First of all, who we are and what we do. All of the Garden Professors are in the business of the science of Horticulture. What’s Horticulture? The standard definition of Horticulture is the art and science of tending a garden. Horticulture is clearly more than science but science is the foundation and underpinning. For anyone that needs convincing that Horticulture is an art as much as a science I suggest the following exercise. Go to a major research university and wander through their Botany or Plant Biology greenhouses. Observe the plants. They look like crap. The people working there are on the cutting edge of plant science; they sequence genes, they elucidate biochemical pathways but they can’t grow a plant to save their lives. Now wander through the Horticulture greenhouse; plants are thriving, flowers are blooming. What’s the difference? The horticulturalists not only have the science, they have the art. There is no denying that art and intuition play a role in growing plants, especially in ornamental horticulture where we deal with hundreds of species and cultivars, each with its own subtleties and nuances. But as educators, especially public funded educators, how do we teach intuition? It’s very difficult. What we teach are principles developed through systematic scientific inquiry. How do we know there are 17 essential elements needed for plant growth? Repeated experiments over the years. And our knowledge continues to evolve based on the scientific method. I’m old enough that I learned 16 essential elements as an undergrad; the need for nickel by some plants had not yet been established. As extension educators our role is to disseminate science-based information. For some of us that phrase is even in our job description. We can try to impart our experience and intuition but it’s a difficult thing.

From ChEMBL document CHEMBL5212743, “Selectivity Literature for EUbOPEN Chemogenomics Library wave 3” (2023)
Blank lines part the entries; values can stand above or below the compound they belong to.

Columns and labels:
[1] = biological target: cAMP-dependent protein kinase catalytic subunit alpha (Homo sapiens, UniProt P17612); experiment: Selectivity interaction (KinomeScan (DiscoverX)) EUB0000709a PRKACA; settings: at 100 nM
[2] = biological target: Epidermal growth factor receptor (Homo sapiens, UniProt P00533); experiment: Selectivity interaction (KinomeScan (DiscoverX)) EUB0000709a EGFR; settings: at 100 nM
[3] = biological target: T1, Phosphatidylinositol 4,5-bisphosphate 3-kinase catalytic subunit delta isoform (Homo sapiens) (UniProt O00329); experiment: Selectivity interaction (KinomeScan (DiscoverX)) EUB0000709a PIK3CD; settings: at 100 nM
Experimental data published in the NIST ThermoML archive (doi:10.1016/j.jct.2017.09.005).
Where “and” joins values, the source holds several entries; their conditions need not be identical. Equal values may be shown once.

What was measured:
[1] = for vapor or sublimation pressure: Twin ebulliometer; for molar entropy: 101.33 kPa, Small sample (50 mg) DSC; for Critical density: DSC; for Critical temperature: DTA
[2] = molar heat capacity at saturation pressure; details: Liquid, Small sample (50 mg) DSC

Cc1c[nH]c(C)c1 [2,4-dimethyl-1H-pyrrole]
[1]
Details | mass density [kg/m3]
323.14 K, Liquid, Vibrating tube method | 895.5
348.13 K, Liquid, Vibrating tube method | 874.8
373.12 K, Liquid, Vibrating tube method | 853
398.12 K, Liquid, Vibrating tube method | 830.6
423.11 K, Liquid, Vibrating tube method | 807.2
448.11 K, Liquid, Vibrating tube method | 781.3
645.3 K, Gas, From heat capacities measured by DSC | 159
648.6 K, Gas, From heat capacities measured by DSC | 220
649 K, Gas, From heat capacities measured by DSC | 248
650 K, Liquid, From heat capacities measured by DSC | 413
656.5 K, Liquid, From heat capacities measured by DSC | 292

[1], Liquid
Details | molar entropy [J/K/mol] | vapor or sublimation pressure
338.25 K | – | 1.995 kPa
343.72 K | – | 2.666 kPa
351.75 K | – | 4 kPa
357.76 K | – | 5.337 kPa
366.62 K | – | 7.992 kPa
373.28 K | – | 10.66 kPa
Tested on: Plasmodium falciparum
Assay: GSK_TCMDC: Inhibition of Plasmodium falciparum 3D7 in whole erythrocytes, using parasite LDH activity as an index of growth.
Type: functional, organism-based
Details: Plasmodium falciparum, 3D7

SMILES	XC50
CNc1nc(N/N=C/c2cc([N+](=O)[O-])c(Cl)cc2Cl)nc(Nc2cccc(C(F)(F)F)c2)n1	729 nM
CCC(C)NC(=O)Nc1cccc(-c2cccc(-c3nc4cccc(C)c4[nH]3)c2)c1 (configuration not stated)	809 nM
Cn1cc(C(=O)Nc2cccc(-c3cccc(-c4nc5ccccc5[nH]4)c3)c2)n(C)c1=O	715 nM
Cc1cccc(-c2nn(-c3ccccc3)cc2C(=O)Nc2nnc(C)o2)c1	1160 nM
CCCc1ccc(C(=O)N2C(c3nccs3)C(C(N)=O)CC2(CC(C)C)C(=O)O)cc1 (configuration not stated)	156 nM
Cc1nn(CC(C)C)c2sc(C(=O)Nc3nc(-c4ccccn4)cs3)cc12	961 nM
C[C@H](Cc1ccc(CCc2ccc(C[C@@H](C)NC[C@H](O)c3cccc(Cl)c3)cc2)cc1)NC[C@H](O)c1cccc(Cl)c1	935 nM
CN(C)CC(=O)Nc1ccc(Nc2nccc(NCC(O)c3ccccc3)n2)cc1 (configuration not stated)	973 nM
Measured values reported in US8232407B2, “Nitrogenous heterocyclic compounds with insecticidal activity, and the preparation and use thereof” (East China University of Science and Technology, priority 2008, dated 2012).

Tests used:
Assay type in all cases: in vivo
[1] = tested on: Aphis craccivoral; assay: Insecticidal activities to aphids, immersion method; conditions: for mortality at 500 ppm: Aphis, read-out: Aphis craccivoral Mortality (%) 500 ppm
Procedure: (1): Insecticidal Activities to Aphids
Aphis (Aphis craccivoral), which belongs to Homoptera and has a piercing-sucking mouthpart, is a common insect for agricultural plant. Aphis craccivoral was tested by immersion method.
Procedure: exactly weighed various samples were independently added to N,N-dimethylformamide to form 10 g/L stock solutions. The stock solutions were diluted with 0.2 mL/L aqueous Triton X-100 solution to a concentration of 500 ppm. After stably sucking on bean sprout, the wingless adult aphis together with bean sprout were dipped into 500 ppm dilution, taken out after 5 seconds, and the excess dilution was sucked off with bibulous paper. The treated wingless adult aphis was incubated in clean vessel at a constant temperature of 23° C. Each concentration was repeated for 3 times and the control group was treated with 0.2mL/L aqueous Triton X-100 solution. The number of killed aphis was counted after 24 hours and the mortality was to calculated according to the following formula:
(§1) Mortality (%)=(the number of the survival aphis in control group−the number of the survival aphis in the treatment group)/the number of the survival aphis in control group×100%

It can be especially difficult when we deal with alternative systems for which a long-term knowledge base may be lacking. Despite perceptions to the contrary, we are not apologists for the status quo. Overuse and misuse of pesticides and fertilizers are rampant, especially in ornamental horticulture. A lot of our current research and extension programming deals with reducing water and nutrient usage to reduce run-off and to reduce leaching. I spend a lot of time telling growers things they don’t really want to hear. How do we know growers are potentially impacting water resources? Because we and others have done the scientific research. We’ve set out plots, we’ve fertilized, we’ve sampled leachate, we’ve measured run-off. And we’ve conducted extension programs teaching growers that they can back off fertilization and irrigation rates without reducing crop growth.
Where we get concerned is that some assume or take on faith that because a nutrient source is ‘organic’ or ‘natural’ it’s automatically better or safer for the environment. Is the nitrate from Chilean nitrate less likely to cause blue baby syndrome then nitrate from ammonium nitrate? Dr. Corey Reams developed his principles as revealed to him through divine revelation. Unfortunately most of us are not blessed with such experiences. Instead we rely on systematic scientific investigation to develop knowledge that we share with our clients. Personally I do not believe that faith and science are mutually exclusive. Some of the most brilliant scientists I have met in my career have been people of deep and abiding faith. But we need to keep each in its context. Science is knowledge gained through systematic inquiry. Faith is a belief system. The central tenets of most Christian denominations are stated in the Nicene Creed which begins, “We believe in one God…” Note it doesn’t start “We know…” or “We can prove…” In their liturgy Catholics, “proclaim the mystery of faith; Christ has died, Christ is risen, Christ will come again.” Not only can they not prove these things they celebrate the fact that it’s a mystery. Faith does not demand proof. Science does.